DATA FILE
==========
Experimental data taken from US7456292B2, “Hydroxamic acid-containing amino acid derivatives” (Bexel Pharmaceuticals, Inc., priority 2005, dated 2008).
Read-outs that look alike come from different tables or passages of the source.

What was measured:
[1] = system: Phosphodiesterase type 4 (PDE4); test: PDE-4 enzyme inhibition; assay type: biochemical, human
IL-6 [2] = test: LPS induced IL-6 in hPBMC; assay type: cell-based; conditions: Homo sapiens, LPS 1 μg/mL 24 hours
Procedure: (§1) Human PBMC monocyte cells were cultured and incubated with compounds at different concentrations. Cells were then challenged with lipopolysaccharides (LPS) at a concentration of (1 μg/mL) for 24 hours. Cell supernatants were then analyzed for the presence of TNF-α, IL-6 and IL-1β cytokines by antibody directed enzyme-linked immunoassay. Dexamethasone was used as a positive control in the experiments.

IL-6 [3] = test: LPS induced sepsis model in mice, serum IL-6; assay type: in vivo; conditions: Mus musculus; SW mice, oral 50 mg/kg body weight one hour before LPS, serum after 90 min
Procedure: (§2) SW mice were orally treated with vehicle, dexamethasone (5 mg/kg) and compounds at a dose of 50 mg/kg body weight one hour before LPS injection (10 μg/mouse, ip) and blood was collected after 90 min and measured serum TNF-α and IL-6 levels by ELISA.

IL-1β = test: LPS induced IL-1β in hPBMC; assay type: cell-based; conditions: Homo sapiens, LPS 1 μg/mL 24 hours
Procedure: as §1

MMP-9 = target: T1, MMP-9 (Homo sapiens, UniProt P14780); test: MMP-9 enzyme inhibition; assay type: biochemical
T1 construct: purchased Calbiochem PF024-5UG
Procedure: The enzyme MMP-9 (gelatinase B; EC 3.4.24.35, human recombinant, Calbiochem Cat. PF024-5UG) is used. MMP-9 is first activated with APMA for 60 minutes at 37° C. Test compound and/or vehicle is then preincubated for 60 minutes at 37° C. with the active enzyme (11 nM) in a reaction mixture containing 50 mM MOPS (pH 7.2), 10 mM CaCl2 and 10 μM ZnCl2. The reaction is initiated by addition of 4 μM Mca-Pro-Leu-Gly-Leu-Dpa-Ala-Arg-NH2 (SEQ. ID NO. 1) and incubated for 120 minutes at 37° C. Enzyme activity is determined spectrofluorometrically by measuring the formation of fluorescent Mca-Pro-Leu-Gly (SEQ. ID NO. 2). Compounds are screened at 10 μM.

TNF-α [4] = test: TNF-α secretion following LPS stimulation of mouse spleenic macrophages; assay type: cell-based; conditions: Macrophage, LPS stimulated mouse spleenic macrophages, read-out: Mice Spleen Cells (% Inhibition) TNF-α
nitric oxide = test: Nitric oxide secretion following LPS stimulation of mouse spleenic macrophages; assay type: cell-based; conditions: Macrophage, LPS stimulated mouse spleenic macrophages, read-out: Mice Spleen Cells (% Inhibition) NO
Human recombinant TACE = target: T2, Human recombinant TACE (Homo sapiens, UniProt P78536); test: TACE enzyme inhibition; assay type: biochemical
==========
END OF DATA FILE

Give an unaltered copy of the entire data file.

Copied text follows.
Experimental data taken from US7456292B2, “Hydroxamic acid-containing amino acid derivatives” (Bexel Pharmaceuticals, Inc., priority 2005, dated 2008).
Read-outs that look alike come from different tables or passages of the source.

What was measured:
[1] = system: Phosphodiesterase type 4 (PDE4); test: PDE-4 enzyme inhibition; assay type: biochemical, human
IL-6 [2] = test: LPS induced IL-6 in hPBMC; assay type: cell-based; conditions: Homo sapiens, LPS 1 μg/mL 24 hours
Procedure: (§1) Human PBMC monocyte cells were cultured and incubated with compounds at different concentrations. Cells were then challenged with lipopolysaccharides (LPS) at a concentration of (1 μg/mL) for 24 hours. Cell supernatants were then analyzed for the presence of TNF-α, IL-6 and IL-1β cytokines by antibody directed enzyme-linked immunoassay. Dexamethasone was used as a positive control in the experiments.

IL-6 [3] = test: LPS induced sepsis model in mice, serum IL-6; assay type: in vivo; conditions: Mus musculus; SW mice, oral 50 mg/kg body weight one hour before LPS, serum after 90 min
Procedure: (§2) SW mice were orally treated with vehicle, dexamethasone (5 mg/kg) and compounds at a dose of 50 mg/kg body weight one hour before LPS injection (10 μg/mouse, ip) and blood was collected after 90 min and measured serum TNF-α and IL-6 levels by ELISA.

IL-1β = test: LPS induced IL-1β in hPBMC; assay type: cell-based; conditions: Homo sapiens, LPS 1 μg/mL 24 hours
Procedure: as §1

MMP-9 = target: T1, MMP-9 (Homo sapiens, UniProt P14780); test: MMP-9 enzyme inhibition; assay type: biochemical
T1 construct: purchased Calbiochem PF024-5UG
Procedure: The enzyme MMP-9 (gelatinase B; EC 3.4.24.35, human recombinant, Calbiochem Cat. PF024-5UG) is used. MMP-9 is first activated with APMA for 60 minutes at 37° C. Test compound and/or vehicle is then preincubated for 60 minutes at 37° C. with the active enzyme (11 nM) in a reaction mixture containing 50 mM MOPS (pH 7.2), 10 mM CaCl2 and 10 μM ZnCl2. The reaction is initiated by addition of 4 μM Mca-Pro-Leu-Gly-Leu-Dpa-Ala-Arg-NH2 (SEQ. ID NO. 1) and incubated for 120 minutes at 37° C. Enzyme activity is determined spectrofluorometrically by measuring the formation of fluorescent Mca-Pro-Leu-Gly (SEQ. ID NO. 2). Compounds are screened at 10 μM.

TNF-α [4] = test: TNF-α secretion following LPS stimulation of mouse spleenic macrophages; assay type: cell-based; conditions: Macrophage, LPS stimulated mouse spleenic macrophages, read-out: Mice Spleen Cells (% Inhibition) TNF-α
nitric oxide = test: Nitric oxide secretion following LPS stimulation of mouse spleenic macrophages; assay type: cell-based; conditions: Macrophage, LPS stimulated mouse spleenic macrophages, read-out: Mice Spleen Cells (% Inhibition) NO
Human recombinant TACE = target: T2, Human recombinant TACE (Homo sapiens, UniProt P78536); test: TACE enzyme inhibition; assay type: biochemical